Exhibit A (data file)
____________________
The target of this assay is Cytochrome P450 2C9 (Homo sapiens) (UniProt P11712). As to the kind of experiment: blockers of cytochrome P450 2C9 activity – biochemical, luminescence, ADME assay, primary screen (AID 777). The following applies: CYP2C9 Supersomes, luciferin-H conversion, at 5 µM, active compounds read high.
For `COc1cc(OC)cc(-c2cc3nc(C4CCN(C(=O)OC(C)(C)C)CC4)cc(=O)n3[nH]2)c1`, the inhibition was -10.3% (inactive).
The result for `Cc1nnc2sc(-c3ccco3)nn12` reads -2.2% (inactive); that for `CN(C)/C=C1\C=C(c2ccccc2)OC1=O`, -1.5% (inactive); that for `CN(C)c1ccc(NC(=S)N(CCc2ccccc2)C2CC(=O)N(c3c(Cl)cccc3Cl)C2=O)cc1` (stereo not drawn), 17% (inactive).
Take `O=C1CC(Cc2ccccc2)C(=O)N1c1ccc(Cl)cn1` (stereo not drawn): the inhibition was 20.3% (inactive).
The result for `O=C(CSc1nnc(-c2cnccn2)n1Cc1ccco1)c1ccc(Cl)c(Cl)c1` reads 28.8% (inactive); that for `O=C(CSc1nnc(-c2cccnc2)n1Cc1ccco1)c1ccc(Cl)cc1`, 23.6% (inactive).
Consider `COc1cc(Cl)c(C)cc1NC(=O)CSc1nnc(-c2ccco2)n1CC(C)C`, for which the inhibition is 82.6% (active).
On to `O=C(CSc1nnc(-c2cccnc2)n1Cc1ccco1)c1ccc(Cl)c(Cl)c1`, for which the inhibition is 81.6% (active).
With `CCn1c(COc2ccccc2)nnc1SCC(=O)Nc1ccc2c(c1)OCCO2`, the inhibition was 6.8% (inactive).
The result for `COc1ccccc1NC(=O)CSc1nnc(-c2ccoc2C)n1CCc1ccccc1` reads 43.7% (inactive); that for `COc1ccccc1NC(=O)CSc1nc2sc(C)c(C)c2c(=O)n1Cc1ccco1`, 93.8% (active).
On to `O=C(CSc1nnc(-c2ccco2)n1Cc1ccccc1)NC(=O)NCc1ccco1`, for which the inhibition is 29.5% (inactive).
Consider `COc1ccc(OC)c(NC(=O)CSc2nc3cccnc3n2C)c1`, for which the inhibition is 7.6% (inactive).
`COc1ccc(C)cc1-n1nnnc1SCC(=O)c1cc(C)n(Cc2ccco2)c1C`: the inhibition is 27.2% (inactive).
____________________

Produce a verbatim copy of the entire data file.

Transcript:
The target of this assay is Cytochrome P450 2C9 (Homo sapiens) (UniProt P11712). As to the kind of experiment: blockers of cytochrome P450 2C9 activity – biochemical, luminescence, ADME assay, primary screen (AID 777). The following applies: CYP2C9 Supersomes, luciferin-H conversion, at 5 µM, active compounds read high.
For `COc1cc(OC)cc(-c2cc3nc(C4CCN(C(=O)OC(C)(C)C)CC4)cc(=O)n3[nH]2)c1`, the inhibition was -10.3% (inactive).
The result for `Cc1nnc2sc(-c3ccco3)nn12` reads -2.2% (inactive); that for `CN(C)/C=C1\C=C(c2ccccc2)OC1=O`, -1.5% (inactive); that for `CN(C)c1ccc(NC(=S)N(CCc2ccccc2)C2CC(=O)N(c3c(Cl)cccc3Cl)C2=O)cc1` (stereo not drawn), 17% (inactive).
Take `O=C1CC(Cc2ccccc2)C(=O)N1c1ccc(Cl)cn1` (stereo not drawn): the inhibition was 20.3% (inactive).
The result for `O=C(CSc1nnc(-c2cnccn2)n1Cc1ccco1)c1ccc(Cl)c(Cl)c1` reads 28.8% (inactive); that for `O=C(CSc1nnc(-c2cccnc2)n1Cc1ccco1)c1ccc(Cl)cc1`, 23.6% (inactive).
Consider `COc1cc(Cl)c(C)cc1NC(=O)CSc1nnc(-c2ccco2)n1CC(C)C`, for which the inhibition is 82.6% (active).
On to `O=C(CSc1nnc(-c2cccnc2)n1Cc1ccco1)c1ccc(Cl)c(Cl)c1`, for which the inhibition is 81.6% (active).
With `CCn1c(COc2ccccc2)nnc1SCC(=O)Nc1ccc2c(c1)OCCO2`, the inhibition was 6.8% (inactive).
The result for `COc1ccccc1NC(=O)CSc1nnc(-c2ccoc2C)n1CCc1ccccc1` reads 43.7% (inactive); that for `COc1ccccc1NC(=O)CSc1nc2sc(C)c(C)c2c(=O)n1Cc1ccco1`, 93.8% (active).
On to `O=C(CSc1nnc(-c2ccco2)n1Cc1ccccc1)NC(=O)NCc1ccco1`, for which the inhibition is 29.5% (inactive).
Consider `COc1ccc(OC)c(NC(=O)CSc2nc3cccnc3n2C)c1`, for which the inhibition is 7.6% (inactive).
`COc1ccc(C)cc1-n1nnnc1SCC(=O)c1cc(C)n(Cc2ccco2)c1C`: the inhibition is 27.2% (inactive).